Property taxes are considered to be the largest line item operating expense for a property. Real estate taxes are based on the assessed value of your property, as recorded by BC Assessment, which is the provincial Crown corporation responsible for classifying and valuing all property types in British Columbia. There are 9 prescribed classes of property under the Assessment Act, but the only one that would concern you is Class 1-Residential.
Tax rates can differ between municipalities (cities, districts, townships, and counties), as the taxing body reviews the annual budget to determine the amount of money that needs to be raised for services (fire, police, schools, waste management, etc.). Tax rates set by taxing authorities are applied to the actual value of a property less any applicable tax exemptions.
Each year, BC Assessment mails individual assessment notices to property owners across the province. Their role is to estimate the value of your property as of July 1st of each year, in its current physical state and permitted use (zoning). Elements contributing to value consider lot size, location, square footage, quality of construction, age, condition, parking, etc. All property owners receive their assessment notice in the mail in early January. Property Taxes are due the first working day after July 1st. If the property tax is not paid on time, the Local Government Act imposes a penalty of 10% for late payment.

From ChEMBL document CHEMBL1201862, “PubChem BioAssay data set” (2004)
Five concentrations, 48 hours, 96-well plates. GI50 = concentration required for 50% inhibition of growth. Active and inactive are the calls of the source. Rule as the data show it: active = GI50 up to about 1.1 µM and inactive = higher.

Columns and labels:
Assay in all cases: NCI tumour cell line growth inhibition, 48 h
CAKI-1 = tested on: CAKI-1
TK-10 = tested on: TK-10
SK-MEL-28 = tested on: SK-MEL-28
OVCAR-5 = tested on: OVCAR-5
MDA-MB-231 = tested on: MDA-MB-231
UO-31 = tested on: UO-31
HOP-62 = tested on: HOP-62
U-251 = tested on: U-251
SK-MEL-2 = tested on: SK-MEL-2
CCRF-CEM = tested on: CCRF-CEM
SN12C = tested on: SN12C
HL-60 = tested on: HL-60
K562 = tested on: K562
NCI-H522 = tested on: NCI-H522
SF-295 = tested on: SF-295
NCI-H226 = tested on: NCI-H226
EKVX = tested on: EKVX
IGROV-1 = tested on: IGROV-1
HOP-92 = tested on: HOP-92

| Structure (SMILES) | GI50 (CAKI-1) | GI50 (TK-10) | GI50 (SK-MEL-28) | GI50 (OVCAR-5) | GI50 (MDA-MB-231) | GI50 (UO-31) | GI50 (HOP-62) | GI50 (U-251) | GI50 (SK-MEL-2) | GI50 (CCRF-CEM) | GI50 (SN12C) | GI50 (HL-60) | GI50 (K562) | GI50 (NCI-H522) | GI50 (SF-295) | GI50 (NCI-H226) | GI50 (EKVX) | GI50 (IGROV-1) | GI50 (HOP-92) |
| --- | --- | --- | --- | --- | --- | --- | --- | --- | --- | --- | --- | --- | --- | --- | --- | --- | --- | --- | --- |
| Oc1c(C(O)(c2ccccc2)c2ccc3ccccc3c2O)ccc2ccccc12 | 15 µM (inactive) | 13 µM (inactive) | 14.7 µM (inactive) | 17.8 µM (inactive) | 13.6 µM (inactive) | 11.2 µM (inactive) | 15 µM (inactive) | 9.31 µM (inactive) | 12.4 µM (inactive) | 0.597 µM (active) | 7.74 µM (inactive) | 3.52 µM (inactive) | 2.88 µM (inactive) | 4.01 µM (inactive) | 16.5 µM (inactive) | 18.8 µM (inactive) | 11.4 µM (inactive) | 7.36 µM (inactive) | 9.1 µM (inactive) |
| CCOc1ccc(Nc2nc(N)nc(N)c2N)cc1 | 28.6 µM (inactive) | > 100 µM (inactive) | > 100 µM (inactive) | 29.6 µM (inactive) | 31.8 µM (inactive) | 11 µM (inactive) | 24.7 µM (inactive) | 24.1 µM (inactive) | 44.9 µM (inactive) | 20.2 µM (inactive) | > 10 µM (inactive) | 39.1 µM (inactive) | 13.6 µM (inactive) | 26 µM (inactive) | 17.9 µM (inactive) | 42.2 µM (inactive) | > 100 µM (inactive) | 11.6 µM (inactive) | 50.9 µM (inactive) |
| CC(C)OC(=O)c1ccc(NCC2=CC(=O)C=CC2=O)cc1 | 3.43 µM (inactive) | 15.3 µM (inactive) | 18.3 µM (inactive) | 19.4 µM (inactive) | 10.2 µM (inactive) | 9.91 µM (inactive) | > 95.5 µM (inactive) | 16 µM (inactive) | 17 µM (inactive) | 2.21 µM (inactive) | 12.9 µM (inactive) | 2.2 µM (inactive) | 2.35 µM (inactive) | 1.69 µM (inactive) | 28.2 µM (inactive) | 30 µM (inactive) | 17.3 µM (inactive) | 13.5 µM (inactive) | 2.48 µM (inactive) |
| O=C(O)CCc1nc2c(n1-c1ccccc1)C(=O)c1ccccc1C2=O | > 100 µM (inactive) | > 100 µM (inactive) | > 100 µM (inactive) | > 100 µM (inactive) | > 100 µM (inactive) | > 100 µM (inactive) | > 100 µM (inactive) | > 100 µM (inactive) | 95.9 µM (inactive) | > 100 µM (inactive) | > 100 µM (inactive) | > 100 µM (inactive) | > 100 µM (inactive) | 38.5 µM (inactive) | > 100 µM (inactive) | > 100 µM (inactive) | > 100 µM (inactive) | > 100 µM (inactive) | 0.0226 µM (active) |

What's the Difference Between Assessed Value and Market Value?
The assessed value should not be confused with appraised value. The assessed value of your property, although normally based on market value, is not necessarily equivalent to appraised value, and is more uniform from property to property. Assessors apply different methodology to determine property value, utilizing more of a ‘mass’ appraisal technique which can lead to three inadequacies:
• Incorrect methodology, such as a canned statistical package;
• Inaccurate data; and
• Inaccurate applications
Since the assessment roll includes all properties in the province of B.C. at one point in time, there has to be some level of automation in the valuation process, therefore opening up a possible margin of error. The automation attempts to compensate for the limited budget, time, and staff that assessment offices have to devote to the analysis of property data.
Disagree with your property assessment?
If you feel the value of your home is misrepresented, you are able to file an assessment appeal through a formal Notice of Complaint. The first level of appeal of a property assessment is to the Property Assessment Review Panel (“PARP”). The deadline to file a notice of complaint (appeal) to the Property Assessment Review Panel is January 31. PARP hearings take place between February 1 and March 15 each year. An appraiser is normally contracted for an assessment appeal, and will provide an independent opinion of value.
You can also apply for a Home Owner Grant on your principal residence before you receive your tax notice (by December 31st), which will reduce the amount of property tax you are required to pay.